In a regime where math acts as money, there are a few major potential chokepoints where shifts in math can become systemically important difficulties. In 2008, the most visible example was in repo haircuts, but the most devastating to the financial system certainly fixed income (MBS, in particular) correlation. The system could not survive rising correlation because nobody was prepared for it, not just in the overly optimistic projections that went into the original pricing of illiquid securitization tranches (especially the super seniors) suddenly being recognized as such, but more so in how illiquidity in CDS pricing had a direct and devastating impact on correlation trading that even the most bearish participant didn’t expect.

I don’t want to diminish the importance of repo haircuts or correlation implications, but those pertain more so (so far) to the “last one.” In the years since the crisis, it seems that volatility has assumed a more central mathematical role. Frustratingly, it has done so in almost exactly the same fashion as correlation had leading up to 2007. The conventional perception about central bank policy including QE is that it has all been a combined effort of “money printing”, and thus for asset markets there is plentiful liquidity which can be extrapolated into expectations of very low volatility. In some circles, this has been called the banishment of “tail risk.”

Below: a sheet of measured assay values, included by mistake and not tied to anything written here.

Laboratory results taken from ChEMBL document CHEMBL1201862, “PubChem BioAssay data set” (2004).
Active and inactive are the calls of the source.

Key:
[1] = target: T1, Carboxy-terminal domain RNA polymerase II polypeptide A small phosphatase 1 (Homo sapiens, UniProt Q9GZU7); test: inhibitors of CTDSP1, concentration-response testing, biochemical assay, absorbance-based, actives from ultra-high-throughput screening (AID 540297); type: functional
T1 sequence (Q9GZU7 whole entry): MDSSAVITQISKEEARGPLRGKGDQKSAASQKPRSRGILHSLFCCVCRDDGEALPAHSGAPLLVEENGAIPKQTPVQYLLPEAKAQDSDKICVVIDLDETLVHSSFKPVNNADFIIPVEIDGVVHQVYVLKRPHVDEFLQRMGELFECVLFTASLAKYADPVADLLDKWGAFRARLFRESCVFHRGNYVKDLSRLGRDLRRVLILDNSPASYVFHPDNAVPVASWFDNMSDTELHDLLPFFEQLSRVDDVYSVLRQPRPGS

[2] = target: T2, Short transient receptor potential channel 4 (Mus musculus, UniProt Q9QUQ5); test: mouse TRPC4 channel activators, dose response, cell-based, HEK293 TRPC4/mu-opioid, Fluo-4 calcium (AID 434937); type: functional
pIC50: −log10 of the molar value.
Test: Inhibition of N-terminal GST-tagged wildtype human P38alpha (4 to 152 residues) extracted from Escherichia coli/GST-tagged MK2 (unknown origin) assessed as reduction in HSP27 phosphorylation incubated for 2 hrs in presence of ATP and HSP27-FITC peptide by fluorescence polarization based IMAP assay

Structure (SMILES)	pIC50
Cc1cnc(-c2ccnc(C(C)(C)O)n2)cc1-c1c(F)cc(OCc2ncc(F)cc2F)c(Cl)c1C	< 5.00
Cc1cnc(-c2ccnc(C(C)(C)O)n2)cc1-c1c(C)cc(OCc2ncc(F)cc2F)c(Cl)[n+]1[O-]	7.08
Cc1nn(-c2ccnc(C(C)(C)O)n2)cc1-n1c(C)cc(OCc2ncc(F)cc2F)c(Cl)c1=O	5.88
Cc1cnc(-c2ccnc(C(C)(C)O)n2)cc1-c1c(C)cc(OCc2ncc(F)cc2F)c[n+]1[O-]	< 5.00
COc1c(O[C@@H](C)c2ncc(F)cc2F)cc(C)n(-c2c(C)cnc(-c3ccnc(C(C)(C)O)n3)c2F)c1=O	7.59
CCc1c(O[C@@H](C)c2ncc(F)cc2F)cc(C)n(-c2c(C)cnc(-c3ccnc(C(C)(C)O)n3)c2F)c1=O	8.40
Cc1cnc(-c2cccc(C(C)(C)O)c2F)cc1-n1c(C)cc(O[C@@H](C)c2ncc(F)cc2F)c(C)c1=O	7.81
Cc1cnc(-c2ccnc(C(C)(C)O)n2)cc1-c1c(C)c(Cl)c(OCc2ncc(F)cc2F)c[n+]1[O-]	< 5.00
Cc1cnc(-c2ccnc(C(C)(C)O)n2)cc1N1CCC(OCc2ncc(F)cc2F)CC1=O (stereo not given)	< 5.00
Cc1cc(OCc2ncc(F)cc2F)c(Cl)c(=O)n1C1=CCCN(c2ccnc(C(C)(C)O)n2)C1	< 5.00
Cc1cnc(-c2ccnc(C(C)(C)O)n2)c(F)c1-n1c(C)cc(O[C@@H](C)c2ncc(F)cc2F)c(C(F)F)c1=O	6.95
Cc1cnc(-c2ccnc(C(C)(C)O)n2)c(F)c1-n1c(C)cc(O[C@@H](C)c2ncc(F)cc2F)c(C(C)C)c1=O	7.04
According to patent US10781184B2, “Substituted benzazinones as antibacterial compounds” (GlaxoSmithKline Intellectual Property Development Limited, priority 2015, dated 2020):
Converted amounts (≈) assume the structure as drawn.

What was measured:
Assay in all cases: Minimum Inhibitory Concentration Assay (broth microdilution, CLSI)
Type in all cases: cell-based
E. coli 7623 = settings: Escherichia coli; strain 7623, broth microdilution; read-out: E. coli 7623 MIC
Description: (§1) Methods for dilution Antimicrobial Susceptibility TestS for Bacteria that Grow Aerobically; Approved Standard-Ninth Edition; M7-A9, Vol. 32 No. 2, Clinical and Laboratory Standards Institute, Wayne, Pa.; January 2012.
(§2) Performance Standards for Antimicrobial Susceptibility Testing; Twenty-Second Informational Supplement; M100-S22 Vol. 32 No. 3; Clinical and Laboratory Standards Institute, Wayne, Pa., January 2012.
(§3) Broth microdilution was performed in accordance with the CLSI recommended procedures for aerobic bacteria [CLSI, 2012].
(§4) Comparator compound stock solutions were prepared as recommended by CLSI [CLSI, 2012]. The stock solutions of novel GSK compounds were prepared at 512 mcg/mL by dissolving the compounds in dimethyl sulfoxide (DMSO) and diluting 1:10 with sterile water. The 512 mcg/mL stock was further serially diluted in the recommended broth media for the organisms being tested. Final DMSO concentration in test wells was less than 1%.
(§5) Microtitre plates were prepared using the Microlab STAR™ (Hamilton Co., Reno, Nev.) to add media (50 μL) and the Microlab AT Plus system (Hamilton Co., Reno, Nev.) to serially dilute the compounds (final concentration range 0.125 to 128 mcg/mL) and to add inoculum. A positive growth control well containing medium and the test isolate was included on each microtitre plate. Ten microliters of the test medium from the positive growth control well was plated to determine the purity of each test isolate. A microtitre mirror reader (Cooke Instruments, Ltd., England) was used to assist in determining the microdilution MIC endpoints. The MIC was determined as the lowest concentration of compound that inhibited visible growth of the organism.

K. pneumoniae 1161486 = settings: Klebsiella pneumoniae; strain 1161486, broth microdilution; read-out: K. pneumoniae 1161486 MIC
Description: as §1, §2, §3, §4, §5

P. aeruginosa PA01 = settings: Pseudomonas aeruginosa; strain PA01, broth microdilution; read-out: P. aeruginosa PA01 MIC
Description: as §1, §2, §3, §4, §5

Volatility has a role to play in math upon balance sheets, especially in measures like VaR. Even indirectly, volatility is a central premise of not just asset pricing but funding conditions and basic balance sheet construction (and then fortification). Thus, if it were suddenly found that volatility estimates, like correlation in the mid-2000’s, had been too optimistic and systemically so, the adjustment in aggregate terms to even a slightly more realistic volatility organization might be excessively harsh.

Some of that is simple self-fulfilling prophecy very similar to any 1930’s-style bank run: depositors begin to think a bank is shaky, start to withdraw their funds and pretty soon the bank actually is shaky; market agents (derivatives) begin to believe volatility is too low, start to act in that fashion and pretty soon market prices gyrate so that volatility is no longer low. The key at that point is really the same as it might have been during the bank runs of the 1930’s – currency elasticity where the central bank steps in with actual printed money so that banks, in theory, could withstand any determined waves of withdrawals and by the very act of doing so convince its depositors that it is not shaky (ending the run). In the 2010’s and renewed questions of volatility, central bank policy is again central to either stamping out the “run” or proving its suppositions.